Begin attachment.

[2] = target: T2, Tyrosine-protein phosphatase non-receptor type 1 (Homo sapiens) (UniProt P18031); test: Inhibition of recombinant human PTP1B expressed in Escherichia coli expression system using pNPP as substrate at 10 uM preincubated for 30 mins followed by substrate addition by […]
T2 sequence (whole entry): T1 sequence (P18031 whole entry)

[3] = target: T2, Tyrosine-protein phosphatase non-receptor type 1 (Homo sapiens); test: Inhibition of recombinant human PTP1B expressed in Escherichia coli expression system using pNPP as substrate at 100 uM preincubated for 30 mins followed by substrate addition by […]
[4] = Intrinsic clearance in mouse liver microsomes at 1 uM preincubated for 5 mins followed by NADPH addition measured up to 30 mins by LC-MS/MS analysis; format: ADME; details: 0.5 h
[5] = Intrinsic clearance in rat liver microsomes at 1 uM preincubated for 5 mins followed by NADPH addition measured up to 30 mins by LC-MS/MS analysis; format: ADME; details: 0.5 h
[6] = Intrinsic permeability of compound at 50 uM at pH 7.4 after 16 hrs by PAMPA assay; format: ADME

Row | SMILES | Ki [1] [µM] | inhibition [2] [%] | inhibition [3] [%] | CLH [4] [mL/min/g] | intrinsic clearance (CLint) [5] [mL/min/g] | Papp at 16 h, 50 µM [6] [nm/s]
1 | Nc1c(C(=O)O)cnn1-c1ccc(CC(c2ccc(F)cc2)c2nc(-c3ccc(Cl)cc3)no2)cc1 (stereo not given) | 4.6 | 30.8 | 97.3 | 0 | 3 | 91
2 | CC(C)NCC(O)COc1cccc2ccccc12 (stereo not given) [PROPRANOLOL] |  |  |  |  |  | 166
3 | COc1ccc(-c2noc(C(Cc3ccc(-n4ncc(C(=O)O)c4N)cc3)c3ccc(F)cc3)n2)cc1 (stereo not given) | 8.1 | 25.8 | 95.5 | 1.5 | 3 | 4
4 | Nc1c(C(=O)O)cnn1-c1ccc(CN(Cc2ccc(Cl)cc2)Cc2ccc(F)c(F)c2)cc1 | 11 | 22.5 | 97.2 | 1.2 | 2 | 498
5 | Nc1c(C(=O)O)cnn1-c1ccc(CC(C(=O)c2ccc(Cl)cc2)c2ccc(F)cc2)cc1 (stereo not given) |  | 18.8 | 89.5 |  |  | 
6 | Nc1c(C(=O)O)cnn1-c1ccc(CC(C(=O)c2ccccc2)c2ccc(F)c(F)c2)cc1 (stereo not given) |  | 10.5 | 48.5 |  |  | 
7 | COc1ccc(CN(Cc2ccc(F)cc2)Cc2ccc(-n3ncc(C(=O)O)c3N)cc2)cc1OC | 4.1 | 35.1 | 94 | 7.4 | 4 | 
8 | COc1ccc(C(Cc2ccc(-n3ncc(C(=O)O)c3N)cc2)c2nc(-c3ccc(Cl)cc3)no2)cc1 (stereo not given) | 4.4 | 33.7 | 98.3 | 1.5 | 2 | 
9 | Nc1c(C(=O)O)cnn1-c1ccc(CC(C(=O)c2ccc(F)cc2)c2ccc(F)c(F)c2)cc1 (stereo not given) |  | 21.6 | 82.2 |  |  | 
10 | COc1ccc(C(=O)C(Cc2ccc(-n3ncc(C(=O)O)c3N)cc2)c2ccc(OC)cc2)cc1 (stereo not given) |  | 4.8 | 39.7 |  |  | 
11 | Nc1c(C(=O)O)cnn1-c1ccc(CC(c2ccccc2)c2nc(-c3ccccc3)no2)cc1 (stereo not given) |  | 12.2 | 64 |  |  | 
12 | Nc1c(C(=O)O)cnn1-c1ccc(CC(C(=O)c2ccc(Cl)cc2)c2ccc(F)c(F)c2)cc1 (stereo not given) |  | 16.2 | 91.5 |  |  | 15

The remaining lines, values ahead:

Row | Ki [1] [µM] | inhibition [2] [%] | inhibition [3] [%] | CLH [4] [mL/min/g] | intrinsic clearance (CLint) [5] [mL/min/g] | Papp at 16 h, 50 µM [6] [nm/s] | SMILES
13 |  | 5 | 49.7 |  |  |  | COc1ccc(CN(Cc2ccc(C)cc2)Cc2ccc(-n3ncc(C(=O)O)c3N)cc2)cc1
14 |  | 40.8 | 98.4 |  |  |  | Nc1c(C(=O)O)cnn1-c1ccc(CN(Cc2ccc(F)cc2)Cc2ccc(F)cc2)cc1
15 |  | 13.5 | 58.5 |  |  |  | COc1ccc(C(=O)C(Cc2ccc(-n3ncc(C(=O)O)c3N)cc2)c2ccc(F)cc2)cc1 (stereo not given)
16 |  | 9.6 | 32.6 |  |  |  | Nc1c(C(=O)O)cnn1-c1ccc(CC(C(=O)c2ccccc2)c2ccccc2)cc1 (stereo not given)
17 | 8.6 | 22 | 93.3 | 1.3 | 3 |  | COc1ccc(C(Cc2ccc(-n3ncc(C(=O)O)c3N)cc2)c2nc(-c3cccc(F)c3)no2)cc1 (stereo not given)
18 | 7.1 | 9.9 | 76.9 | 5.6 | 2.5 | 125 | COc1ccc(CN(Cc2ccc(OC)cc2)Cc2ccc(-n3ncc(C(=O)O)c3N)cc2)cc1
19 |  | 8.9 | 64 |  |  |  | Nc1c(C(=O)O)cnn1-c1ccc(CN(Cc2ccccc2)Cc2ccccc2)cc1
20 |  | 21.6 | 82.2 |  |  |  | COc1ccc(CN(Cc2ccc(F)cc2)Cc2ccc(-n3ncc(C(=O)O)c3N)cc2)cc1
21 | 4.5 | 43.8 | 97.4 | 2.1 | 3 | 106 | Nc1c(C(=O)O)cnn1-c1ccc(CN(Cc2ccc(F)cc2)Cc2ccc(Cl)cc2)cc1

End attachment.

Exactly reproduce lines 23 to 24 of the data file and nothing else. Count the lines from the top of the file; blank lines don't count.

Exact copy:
14 |  | 40.8 | 98.4 |  |  |  | Nc1c(C(=O)O)cnn1-c1ccc(CN(Cc2ccc(F)cc2)Cc2ccc(F)cc2)cc1
15 |  | 13.5 | 58.5 |  |  |  | COc1ccc(C(=O)C(Cc2ccc(-n3ncc(C(=O)O)c3N)cc2)c2ccc(F)cc2)cc1 (stereo not given)